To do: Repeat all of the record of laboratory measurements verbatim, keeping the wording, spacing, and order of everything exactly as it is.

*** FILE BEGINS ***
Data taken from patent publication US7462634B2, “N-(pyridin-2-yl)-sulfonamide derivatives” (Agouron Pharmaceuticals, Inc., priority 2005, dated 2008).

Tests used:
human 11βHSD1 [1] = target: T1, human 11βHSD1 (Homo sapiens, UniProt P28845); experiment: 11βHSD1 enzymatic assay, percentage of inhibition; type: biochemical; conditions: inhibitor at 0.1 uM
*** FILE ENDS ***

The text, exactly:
Data taken from patent publication US7462634B2, “N-(pyridin-2-yl)-sulfonamide derivatives” (Agouron Pharmaceuticals, Inc., priority 2005, dated 2008).

Tests used:
human 11βHSD1 [1] = target: T1, human 11βHSD1 (Homo sapiens, UniProt P28845); experiment: 11βHSD1 enzymatic assay, percentage of inhibition; type: biochemical; conditions: inhibitor at 0.1 uM